Woman Product Manager With Vision
Author: Jeff Higham

5 Tips Transitioning To Product Management From ANY Background in 2021 (2 of 5)


Welcome back! This post is the second in a five-part series. I briefly cover five tips to help transition from another career into Product Management and beyond. If you want to start from the beginning, take a moment to jump back to the first post. Don’t worry about getting lost. I have a link at the bottom to help you find your way on back. With that out of the way, let’s get to it!


Tip #2 — Understand Your Company VISION

Why

Author Simon Sinek started a movement in 2009 with his now-famous book (and TED talk) titled: “Start With Why.” In the book, Sinek posits that people will not buy into a product, service, movement, or idea until they understand its WHY.

Similarly, a Product Manager should know the WHY of:

  • Their company.
  • The company products.
  • Features that make up those products.
  • The customers who use those products
  • Competitors who want to take those customers.

I should also note that the customers should also know the WHY on each bullet point above. As the PM, you need to help guide them to that knowledge. If you find it challenging to articulate WHY your company exists and its value to the world, pump the brakes a bit and take some time to find out. It will help out a lot moving forward!

Company Vision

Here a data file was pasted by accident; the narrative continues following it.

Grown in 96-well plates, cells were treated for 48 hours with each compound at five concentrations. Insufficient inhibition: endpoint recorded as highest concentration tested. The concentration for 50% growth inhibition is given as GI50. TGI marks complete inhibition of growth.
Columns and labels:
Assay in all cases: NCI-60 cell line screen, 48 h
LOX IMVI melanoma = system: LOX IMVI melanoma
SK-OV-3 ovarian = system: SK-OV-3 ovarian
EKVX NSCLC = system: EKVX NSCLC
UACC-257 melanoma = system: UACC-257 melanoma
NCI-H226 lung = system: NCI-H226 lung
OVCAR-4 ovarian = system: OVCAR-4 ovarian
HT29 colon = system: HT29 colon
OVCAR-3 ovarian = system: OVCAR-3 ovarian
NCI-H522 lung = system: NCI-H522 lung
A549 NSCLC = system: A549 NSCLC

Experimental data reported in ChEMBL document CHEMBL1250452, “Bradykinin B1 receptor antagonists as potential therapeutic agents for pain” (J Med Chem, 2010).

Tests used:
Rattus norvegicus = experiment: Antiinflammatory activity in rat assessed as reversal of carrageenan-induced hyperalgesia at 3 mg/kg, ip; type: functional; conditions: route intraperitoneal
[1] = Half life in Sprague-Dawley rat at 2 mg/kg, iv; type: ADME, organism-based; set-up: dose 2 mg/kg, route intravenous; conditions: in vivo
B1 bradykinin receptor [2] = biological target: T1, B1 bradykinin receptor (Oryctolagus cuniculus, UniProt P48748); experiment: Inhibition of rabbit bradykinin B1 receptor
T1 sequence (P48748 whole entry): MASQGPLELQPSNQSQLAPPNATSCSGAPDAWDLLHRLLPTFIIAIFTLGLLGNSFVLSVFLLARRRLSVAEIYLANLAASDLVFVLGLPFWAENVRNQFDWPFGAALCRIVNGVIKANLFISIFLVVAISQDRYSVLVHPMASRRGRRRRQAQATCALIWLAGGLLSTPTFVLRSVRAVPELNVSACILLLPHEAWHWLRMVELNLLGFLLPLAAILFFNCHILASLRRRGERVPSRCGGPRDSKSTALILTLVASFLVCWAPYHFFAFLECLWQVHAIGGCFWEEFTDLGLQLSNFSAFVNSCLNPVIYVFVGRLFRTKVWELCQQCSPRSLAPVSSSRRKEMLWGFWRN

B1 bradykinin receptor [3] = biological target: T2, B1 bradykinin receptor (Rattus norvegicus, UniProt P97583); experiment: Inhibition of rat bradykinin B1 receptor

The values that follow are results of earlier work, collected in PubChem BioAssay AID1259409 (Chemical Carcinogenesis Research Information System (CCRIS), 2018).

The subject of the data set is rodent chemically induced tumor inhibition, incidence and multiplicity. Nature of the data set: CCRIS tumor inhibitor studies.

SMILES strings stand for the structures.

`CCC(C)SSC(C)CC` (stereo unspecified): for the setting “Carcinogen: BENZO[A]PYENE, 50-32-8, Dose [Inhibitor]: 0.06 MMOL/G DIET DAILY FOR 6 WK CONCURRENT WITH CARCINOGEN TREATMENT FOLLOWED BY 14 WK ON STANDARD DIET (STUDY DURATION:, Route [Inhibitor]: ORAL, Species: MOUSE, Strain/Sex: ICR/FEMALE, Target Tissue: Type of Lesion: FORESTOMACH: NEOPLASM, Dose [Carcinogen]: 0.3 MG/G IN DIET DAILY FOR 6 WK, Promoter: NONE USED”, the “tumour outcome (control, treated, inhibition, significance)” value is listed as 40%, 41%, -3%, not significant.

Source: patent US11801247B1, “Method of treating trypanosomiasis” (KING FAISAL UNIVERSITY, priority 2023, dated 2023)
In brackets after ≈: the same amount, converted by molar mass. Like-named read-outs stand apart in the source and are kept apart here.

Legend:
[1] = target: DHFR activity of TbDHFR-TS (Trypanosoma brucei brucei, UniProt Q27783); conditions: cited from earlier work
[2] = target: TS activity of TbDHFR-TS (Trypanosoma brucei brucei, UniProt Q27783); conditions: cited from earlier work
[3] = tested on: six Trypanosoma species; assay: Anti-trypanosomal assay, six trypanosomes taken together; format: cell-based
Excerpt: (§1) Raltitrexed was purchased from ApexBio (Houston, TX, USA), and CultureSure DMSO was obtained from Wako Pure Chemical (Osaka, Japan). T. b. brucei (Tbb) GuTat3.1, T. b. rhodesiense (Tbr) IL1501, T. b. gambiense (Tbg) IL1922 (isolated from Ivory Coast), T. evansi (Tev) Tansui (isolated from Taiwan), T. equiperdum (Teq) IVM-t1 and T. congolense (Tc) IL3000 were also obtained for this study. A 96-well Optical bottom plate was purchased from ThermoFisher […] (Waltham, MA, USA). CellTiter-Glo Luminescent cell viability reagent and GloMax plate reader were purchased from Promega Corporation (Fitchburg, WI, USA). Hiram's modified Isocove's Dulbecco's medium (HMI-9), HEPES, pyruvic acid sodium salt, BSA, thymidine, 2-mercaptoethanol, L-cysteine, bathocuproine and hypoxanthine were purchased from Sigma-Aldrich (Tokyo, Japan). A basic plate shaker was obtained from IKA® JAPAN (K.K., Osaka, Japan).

A company’s Vision represents the WHY for a company.

A Vision is an imagination of a far-reaching future crafted by strong opinions, experience, and intuition about what that future could or should be. A Vision doesn’t concern itself with the interim details but instead focuses on the possible. True Vision is defined enough to be a guiding constant yet vague enough not to be involved with or cornered into specifics.

For a company to thrive, it must have a strong Vision and someone who defines that Vision. In most companies, that person is the Founder or CEO. A well-established Vision set’s the table for the rest of the work and focus of the company.

One of my favorite examples of how strong Vision unifies a company is that of SpaceX and founder Elon Musk, whose Vision states:


“SpaceX was founded under the belief that a future where humanity is out exploring the stars is fundamentally more exciting than one where we are not.”

Given this Vision statement, it makes sense that SpaceX and its sister company, Tesla, would focus on innovation and businesses that progress towards the Vision of exploring space. Humans would need reusable rockets, solar power, electric transportation, and so forth to do so. A casual observer of the news and current events could likely state the Vision of SpaceX and Tesla. Similarly, your company and products should work towards such clarity when it comes to Vision.

Product Vision

Given that Product Managers are responsible for setting the Vision for the products they oversee. How could one effectively do this without knowing the company’s Vision?


What should you do if your company doesn’t have a company Vision? First off, I would say this could be a red flag depending on your company situation. In any case, it should cause some pause, and I would suggest you bring this up in an appropriate way with your manager. If that is not something you are ready to do right away, put on your research hat and start some casual conversations within your company. Ask others what they think the company vision is. Take some notes and use that knowledge to write your personal company Vision statement.